Bulk 2D materials are primarily obtained from layered 2D minerals such as graphite, molybdenite, boron nitride etc. by breaking intermolecular bonds. Forces which are used for breaking intermolecular bonds include externally imposed mechanical forces, or internal chemical & electrochemical reactions. These underlying forces are typically harnessed for the preparation of 2D materials in what is traditionally known as ‘beaker-chemistry’ synthesis. Given the growing demand for 2D materials in particular Graphene and the need for greater product assurance & reliability, lower cost, and environmental sustainability means that there is a need to think carefully and re-design these processes. Flow-based processing of materials and chemicals, in which reactions are conducted on a flowing stream have many advantages such as improved yield & mixing kinetics, and rapid scale up with little process development needs. I will discuss some of our efforts in flow-based processing of 2D materials for various unit processes such as exfoliation of layered materials into 2D materials & deoxygenation of graphene oxide in electrochemical flow reactors. I will also discuss our recent efforts in photo-flow chemistry in producing tailorable holey graphene materials, and subsequent scale-up of synthesis with targeted applications in energy storage, carbon capture, and membrane separations.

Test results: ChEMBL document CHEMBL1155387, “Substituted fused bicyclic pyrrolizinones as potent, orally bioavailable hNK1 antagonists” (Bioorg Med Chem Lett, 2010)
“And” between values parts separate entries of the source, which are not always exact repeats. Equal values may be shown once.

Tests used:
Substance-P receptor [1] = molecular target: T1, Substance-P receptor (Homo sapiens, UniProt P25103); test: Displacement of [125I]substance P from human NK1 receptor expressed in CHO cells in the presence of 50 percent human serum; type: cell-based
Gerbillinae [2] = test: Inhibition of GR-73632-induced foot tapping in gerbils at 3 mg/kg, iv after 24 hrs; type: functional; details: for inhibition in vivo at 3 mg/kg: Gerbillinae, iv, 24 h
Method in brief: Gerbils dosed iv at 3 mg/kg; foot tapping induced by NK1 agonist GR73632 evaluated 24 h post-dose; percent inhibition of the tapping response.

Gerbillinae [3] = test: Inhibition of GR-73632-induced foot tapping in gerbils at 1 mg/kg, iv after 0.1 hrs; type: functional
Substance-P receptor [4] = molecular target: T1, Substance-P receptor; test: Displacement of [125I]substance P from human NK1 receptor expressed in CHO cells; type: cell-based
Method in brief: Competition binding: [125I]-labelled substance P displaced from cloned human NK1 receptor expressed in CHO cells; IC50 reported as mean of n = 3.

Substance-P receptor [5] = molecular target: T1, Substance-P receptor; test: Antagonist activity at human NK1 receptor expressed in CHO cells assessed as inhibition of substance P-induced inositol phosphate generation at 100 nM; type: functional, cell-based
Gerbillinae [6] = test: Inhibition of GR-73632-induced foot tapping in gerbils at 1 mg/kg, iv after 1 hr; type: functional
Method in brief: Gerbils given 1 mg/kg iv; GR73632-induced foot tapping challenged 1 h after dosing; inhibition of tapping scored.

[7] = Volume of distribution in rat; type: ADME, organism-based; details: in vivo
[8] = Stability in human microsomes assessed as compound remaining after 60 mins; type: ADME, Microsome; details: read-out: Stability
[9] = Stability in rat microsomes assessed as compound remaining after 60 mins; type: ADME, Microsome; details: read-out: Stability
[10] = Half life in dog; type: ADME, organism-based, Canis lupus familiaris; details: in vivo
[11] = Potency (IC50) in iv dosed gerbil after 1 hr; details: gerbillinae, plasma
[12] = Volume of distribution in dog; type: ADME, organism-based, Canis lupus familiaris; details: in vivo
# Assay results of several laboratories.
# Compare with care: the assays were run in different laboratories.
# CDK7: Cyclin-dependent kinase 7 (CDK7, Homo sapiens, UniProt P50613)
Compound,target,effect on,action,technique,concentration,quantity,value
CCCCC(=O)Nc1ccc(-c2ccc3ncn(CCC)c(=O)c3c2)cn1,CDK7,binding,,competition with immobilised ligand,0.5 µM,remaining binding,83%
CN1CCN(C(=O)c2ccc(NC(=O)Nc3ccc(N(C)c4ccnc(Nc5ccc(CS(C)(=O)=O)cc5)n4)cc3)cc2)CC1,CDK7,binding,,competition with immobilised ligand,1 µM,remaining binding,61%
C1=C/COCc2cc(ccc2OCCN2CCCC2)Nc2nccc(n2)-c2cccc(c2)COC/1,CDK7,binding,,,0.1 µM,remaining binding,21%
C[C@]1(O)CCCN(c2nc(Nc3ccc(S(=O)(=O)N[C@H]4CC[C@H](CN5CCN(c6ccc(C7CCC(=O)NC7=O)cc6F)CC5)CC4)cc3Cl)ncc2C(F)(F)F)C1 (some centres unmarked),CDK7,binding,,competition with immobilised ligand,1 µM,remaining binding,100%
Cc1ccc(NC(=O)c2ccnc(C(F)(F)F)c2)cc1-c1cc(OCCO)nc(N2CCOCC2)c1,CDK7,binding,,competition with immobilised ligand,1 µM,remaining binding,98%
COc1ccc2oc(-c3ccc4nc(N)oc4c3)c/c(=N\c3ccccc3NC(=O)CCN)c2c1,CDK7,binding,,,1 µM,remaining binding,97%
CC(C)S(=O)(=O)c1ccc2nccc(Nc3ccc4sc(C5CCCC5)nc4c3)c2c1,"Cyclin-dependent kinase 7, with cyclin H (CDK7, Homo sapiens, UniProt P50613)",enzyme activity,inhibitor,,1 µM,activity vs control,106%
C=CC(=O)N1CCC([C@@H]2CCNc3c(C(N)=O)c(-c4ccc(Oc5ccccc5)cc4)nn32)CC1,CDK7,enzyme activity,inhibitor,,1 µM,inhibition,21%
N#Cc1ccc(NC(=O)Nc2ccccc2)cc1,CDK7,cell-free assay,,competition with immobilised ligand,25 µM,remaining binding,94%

Mainak Majumder is a professor in the Department of Mechanical and Aerospace Engineering of Monash University. He joined Monash as a lecturer in 2010 after his postdoctoral stint at Rice University, USA (2008-2010). He is the Director of the Australian Research Council’s Research Hub on Advanced Manufacturing with 2D Materials (AM2D), and an Associate Director of the Monash Energy Institute. He & his team has taken fundamental scientific breakthroughs in Graphene materials from the laboratory to market, including products such as energy-efficient water filtration systems and energy storage systems that can enable dissemination of IoT technologies.